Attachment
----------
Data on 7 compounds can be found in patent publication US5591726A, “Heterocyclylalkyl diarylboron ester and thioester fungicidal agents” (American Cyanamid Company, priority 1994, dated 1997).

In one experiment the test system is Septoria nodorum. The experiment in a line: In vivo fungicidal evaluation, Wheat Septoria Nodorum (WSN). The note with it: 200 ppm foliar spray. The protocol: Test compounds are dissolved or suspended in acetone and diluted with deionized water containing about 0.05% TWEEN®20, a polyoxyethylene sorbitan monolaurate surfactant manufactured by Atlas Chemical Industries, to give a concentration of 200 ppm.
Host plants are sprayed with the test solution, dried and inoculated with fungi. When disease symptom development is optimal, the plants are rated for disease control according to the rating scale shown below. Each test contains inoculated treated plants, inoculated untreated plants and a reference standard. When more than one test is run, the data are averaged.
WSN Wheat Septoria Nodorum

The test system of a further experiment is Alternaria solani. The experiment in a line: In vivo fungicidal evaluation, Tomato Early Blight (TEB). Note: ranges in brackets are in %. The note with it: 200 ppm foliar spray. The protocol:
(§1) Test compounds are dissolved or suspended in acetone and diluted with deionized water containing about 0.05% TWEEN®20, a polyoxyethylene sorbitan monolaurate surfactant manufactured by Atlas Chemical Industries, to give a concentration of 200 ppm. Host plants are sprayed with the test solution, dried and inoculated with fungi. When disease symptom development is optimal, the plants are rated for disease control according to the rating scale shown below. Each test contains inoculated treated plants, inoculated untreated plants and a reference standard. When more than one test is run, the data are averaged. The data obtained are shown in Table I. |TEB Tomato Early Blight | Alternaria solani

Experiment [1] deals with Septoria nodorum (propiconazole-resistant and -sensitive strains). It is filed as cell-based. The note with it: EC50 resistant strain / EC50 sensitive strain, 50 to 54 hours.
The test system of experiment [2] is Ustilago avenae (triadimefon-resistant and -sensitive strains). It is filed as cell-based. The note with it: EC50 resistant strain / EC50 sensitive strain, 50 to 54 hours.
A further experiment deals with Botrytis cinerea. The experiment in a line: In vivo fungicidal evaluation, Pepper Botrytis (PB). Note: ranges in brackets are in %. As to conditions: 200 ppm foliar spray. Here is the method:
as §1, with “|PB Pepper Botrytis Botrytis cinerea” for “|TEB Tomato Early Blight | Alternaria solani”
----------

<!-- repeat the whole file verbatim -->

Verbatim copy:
Data on 7 compounds can be found in patent publication US5591726A, “Heterocyclylalkyl diarylboron ester and thioester fungicidal agents” (American Cyanamid Company, priority 1994, dated 1997).

In one experiment the test system is Septoria nodorum. The experiment in a line: In vivo fungicidal evaluation, Wheat Septoria Nodorum (WSN). The note with it: 200 ppm foliar spray. The protocol: Test compounds are dissolved or suspended in acetone and diluted with deionized water containing about 0.05% TWEEN®20, a polyoxyethylene sorbitan monolaurate surfactant manufactured by Atlas Chemical Industries, to give a concentration of 200 ppm.
Host plants are sprayed with the test solution, dried and inoculated with fungi. When disease symptom development is optimal, the plants are rated for disease control according to the rating scale shown below. Each test contains inoculated treated plants, inoculated untreated plants and a reference standard. When more than one test is run, the data are averaged.
WSN Wheat Septoria Nodorum

The test system of a further experiment is Alternaria solani. The experiment in a line: In vivo fungicidal evaluation, Tomato Early Blight (TEB). Note: ranges in brackets are in %. The note with it: 200 ppm foliar spray. The protocol:
(§1) Test compounds are dissolved or suspended in acetone and diluted with deionized water containing about 0.05% TWEEN®20, a polyoxyethylene sorbitan monolaurate surfactant manufactured by Atlas Chemical Industries, to give a concentration of 200 ppm. Host plants are sprayed with the test solution, dried and inoculated with fungi. When disease symptom development is optimal, the plants are rated for disease control according to the rating scale shown below. Each test contains inoculated treated plants, inoculated untreated plants and a reference standard. When more than one test is run, the data are averaged. The data obtained are shown in Table I. |TEB Tomato Early Blight | Alternaria solani

Experiment [1] deals with Septoria nodorum (propiconazole-resistant and -sensitive strains). It is filed as cell-based. The note with it: EC50 resistant strain / EC50 sensitive strain, 50 to 54 hours.
The test system of experiment [2] is Ustilago avenae (triadimefon-resistant and -sensitive strains). It is filed as cell-based. The note with it: EC50 resistant strain / EC50 sensitive strain, 50 to 54 hours.
A further experiment deals with Botrytis cinerea. The experiment in a line: In vivo fungicidal evaluation, Pepper Botrytis (PB). Note: ranges in brackets are in %. As to conditions: 200 ppm foliar spray. Here is the method:
as §1, with “|PB Pepper Botrytis Botrytis cinerea” for “|TEB Tomato Early Blight | Alternaria solani”